quote: Originally posted by Phil: OK, that sets out the matter we are considering fairly clearly, and if you

've read people like Wilber or listened to his teachings, you'll find the above description and practice to be congruent with what he's saying. This is all in keeping, too, with advaitan mystical approaches such as we find in Hinduism, with Buddhism's "enlightenment," and so forth. To my understanding, there's just nothing in these descriptors or methods that has corollaries in Christian spirituality. <<<<<<< JB responds: What you set forth in the opening post probably does well represent a very vulgar (common) pop-nonduality as has been articulated mostly by western misappropriators of those great traditions and perhaps some fundamentalistic schools within those traditions, so one best look beyond such caricatures to more scholarly engagements for the many corollaries that do indeed present between Christianity & nondualisms of those great eastern traditions! We must be careful, then, in suggesting that the version of nonduality presented in the opening post is in keeping, too, with advaitan mystical approaches such as we find in Hinduism, with Buddhism's "enlightenment" . It may be congruent with some practitioners within those traditions but it doesn't even remotely approach being exhaustive of those traditions. Efforts, here, to dispossess folks of such facile notions are worthwhile but a redirect would also be helpful. Hence, I recommend the following authors: robert cummings neville, amos yong, harold oliver, john thatamanil, francis clooney, david loy, joseph bracken, james miller, john berthrong, steve odin, warren frisina, livia kohn ... Even Wilber self-describes as a panentheist, so his views, which are highly nuanced and idiosyncratic, cannot be easily shoe-horned into others' paradigms. See John Thatamanil's The Immanent Divine and the Human Predicament and/or listen to this very accessible podcast: Religious Pluralism, Nondualism, and Polydoxy with John Thatamanil My own notes and essays also more highly nuance many of the relevant categories and concepts regarding Christianity and nonduality at johnboy's current notes and johnboy's archives. quote:

Originally posted by Phil: But one thing is clear, and that is that any experience that we can come to access through a training of our minds is a natural one.

JB responds: Well, with the caveat that not all of us employ the super/natural distinction (but this is beyond the scope of the current consideration but not unrelated).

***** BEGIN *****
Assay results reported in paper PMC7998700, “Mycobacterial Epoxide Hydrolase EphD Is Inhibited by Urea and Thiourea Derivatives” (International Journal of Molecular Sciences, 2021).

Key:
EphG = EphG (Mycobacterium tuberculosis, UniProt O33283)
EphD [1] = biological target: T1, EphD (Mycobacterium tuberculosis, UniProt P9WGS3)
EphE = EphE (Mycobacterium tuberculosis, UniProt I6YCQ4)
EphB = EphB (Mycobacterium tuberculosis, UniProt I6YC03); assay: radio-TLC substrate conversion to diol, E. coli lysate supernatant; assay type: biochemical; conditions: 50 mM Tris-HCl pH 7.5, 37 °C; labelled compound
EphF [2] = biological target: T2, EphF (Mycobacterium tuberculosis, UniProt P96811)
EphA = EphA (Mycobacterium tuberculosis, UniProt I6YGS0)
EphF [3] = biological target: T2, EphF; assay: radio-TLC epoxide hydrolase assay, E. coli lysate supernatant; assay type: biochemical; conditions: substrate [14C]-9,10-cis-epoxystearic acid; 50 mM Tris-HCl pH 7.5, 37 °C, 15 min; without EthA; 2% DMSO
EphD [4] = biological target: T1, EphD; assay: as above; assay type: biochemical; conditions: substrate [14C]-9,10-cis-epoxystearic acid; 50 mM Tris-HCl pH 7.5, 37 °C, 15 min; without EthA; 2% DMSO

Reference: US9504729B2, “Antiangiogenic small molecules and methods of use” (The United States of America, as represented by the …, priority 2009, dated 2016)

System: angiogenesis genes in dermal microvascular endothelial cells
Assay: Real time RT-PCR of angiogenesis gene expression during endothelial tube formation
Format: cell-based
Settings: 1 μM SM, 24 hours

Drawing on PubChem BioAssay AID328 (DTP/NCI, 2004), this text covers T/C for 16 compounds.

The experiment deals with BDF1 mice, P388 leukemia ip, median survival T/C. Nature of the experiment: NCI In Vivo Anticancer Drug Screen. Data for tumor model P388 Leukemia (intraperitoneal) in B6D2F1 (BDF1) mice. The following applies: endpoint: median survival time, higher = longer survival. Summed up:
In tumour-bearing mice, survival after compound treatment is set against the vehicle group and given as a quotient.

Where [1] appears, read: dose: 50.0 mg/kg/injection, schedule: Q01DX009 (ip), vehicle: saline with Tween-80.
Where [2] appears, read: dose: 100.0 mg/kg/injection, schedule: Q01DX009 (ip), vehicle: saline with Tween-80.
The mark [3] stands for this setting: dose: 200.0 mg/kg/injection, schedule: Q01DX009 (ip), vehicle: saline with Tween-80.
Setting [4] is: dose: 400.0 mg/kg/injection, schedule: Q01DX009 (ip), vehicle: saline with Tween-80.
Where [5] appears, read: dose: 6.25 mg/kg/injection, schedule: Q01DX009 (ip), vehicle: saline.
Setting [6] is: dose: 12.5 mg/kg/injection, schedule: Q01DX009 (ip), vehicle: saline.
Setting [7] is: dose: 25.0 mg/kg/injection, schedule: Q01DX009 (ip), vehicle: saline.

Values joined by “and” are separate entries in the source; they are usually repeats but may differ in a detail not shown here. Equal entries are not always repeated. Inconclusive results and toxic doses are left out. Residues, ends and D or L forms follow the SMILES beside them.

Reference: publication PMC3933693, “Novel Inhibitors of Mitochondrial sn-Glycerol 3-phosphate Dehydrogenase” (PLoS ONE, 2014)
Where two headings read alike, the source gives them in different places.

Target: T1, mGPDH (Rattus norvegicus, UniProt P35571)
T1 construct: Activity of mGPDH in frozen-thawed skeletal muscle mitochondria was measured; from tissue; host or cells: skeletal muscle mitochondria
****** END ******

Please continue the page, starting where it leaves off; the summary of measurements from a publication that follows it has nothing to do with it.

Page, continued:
quote: Originally posted by Phil: As noted on this thread, I believe nondual mysticism gives evidence of the nonreflecting aspect of the human experience: attention prior to reflection on the data of attention. It is what Lonergan calls the first movement or level of consciousness: Being Attentive. And if one can camp out there while shutting down or silencing reflectivity, then one does experience an immediacy of presence of other existents, along with a profound sense of wonder. One is awake to the witnessing aspect of Self, or human consciousness -- that each of us is always "here/now," present to what goes on in the mind and body and the world around us. A question remains concerning the relationship between this nonreflecting, witnessing aspect of human consciousness and God, and I have addressed this many times on many threads and in my book, God, Self and Ego, but will do so again on this thread in the days ahead. Your reflections on all this are welcomed as well, of course.

JB responds: This sounds partly informative but not nearly exhaustive of what is entailed by nonduality. There is much in Eastern nondualism that is deeply resonating with and profoundly illuminating of many aspects of our Christian experience is my view.

rather than engage other traditions only through the prism of orthodoxyheterodoxy, we might also consider a new hermeneutical category polydoxy

God as Ground, Contingency and Relation: Trinity, Polydoxy and Religious Diversity by John J. Thatamanil http://depts.drew.edu/tsfac/colloquium/2010/TTCChapter%2013%20-% 20Thatamanil.pdf

This theo-ontological polydoxy is mirrored, I believe, in a theological anthropological polydoxy, specifically in an epistemological polydoxy as I hope to better articulate in my own axiological epistemology as informed by a theology of disability, which celebrates our plurality of valuerealizations (methodologies).


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